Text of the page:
And, soon, the fun shall commence
So a guy wakes up, throws open the curtains, sees crystal blue skies with a soft breeze and can look out the window and off in the distance see the Aegean?
Yeah, sometimes life doesn’t bite at all.
Anyway since it’s only been a few hours, it seems, since the last missive and there’s really been no basketball news, we’ll be all over the map this morning until I can get to the gym and see some action.
Don’t forget, we’re going to try an in-game blog this morning (be here about 11:15 Eastern time if you like) to see if it works logistically for me and you.
Well, mostly me.
We were sitting at dinner with some Canada Basketball folks – a nice outdoor patio with ice cold Efes Pilsen and a really good grilled meat dish, thank you very much – when we were trying to handicap the group here.
And, you know, it’s impossible, really.
Is France ready to play and in shape? What’s Lithuania really got?
Lebanon can surprise some people and New Zealand can physically beat you into submission.
Canada? An absolute unknown. I don’t think anyone really has any clue how these kids are going to handle this.
So what we came up with was one of the wildest scenarios imaginable and it could very well happen.
Spain’s going to go 5-0, of that there is no real doubt in my mind. They are that far above everyone else here that I can’t see them challenged, let alone losing.
Anyway, what if they go 5-9 and the other five teams are all 2-3?
Possible? For sure. No question about it.
And that will present some wacky, wacky tiebreakers involving points differential and head-to-head and will cause the abacus to blow up, I’m sure.
So because it’s the most confusing thing possible, that’s precisely what will happen.
I am entirely interested to see what kind of crowds these games here might draw. I’m pretty sure there’s not a huge ex-pat Spanish or Kiwi or Lithuanian or Lebonese population here and I think I can probably count all the Canadian fans in Izmir on my fingers and toes.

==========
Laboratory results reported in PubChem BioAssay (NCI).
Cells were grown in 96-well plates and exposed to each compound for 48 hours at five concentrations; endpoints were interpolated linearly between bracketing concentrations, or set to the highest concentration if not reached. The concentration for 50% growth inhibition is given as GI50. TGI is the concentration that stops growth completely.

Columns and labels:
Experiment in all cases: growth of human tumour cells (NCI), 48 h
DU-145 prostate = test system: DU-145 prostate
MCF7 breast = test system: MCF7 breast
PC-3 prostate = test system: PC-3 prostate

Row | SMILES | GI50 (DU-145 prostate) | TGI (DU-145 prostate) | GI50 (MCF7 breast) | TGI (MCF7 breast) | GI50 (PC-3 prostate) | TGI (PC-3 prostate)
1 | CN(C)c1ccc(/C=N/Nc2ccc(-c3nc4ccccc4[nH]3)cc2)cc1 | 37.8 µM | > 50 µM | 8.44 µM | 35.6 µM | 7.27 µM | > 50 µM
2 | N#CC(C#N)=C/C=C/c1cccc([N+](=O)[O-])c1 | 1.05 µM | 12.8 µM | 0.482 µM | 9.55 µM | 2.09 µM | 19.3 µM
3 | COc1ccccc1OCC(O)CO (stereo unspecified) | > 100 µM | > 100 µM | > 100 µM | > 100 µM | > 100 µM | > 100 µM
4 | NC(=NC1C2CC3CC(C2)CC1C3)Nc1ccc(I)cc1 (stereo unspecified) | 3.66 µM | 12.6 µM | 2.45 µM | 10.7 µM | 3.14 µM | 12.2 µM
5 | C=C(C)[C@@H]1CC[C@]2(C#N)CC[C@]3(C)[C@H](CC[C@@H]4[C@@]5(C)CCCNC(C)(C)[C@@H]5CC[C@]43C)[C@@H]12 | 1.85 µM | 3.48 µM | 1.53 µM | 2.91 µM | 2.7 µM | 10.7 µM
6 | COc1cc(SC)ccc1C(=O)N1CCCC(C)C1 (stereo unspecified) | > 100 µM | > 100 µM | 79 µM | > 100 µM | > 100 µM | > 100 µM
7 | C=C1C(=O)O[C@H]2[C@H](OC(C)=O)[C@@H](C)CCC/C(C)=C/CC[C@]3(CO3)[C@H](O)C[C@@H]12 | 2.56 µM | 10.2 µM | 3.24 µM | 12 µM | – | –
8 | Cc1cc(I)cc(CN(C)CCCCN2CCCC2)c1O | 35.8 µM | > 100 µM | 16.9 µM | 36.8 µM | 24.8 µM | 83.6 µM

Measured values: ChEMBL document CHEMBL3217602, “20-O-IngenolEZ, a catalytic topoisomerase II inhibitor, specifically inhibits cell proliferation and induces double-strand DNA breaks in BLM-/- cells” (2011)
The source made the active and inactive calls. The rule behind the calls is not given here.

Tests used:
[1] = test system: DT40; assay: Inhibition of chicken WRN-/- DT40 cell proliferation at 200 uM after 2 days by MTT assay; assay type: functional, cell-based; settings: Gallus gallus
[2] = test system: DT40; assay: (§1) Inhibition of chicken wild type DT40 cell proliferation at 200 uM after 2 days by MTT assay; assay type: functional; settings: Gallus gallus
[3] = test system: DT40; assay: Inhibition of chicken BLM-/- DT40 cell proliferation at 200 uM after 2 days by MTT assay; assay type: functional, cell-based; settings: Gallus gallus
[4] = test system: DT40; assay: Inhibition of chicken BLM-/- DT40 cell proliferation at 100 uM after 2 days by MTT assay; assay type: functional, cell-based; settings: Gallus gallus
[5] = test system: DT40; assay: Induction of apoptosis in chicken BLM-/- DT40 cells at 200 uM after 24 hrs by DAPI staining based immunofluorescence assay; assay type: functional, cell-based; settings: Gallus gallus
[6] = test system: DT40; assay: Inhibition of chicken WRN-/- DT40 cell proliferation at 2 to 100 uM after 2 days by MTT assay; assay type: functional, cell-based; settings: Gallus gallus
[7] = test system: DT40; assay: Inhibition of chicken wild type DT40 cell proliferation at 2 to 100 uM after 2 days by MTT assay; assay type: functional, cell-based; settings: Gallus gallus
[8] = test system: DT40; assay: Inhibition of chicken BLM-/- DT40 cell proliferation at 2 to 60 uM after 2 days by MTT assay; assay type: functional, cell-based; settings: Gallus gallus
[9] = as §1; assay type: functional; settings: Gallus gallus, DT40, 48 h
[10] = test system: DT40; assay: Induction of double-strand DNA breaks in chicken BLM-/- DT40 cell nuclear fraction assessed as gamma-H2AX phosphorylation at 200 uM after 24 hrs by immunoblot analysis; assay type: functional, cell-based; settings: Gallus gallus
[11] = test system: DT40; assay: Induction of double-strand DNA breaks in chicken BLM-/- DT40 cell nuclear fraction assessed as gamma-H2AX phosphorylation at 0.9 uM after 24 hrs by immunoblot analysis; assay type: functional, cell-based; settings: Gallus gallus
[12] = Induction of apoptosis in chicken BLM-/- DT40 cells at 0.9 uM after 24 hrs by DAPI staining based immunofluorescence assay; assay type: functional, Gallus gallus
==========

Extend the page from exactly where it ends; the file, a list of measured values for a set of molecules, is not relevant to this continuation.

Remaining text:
The gym seats about 10,000, I’m told and I wonder if it’ll be half full for any of the games.
I do recall being tremendously surprised at the very first world championship game I ever covered, though, and it gave me a true glimpse of how far-reaching and emotional this championship can be
It was 1994, I was working at Canadian Press and wandered down the QEW to see Croatia-Cuba open the worlds at Copps in Hamilton.
Expecting a handful of fans more curious than anything, I was stunned to a few thousand rabid Croatian supporters waving flags and screaming their lungs out and it was very, very cool. Croatia killed them, as I recall.
Hope it’s like that here, but I have my doubts.
This is the first time I will have spent any time in a predominantly Muslim country and I have to tell you, the call to prayers I heard a couple of times yesterday – and will hear five times a day, I’m told – was quite cool.
I don’t profess to have any great knowledge of the religion and trying to discover some things about it during the time here in Turkey will be something near the top of the list.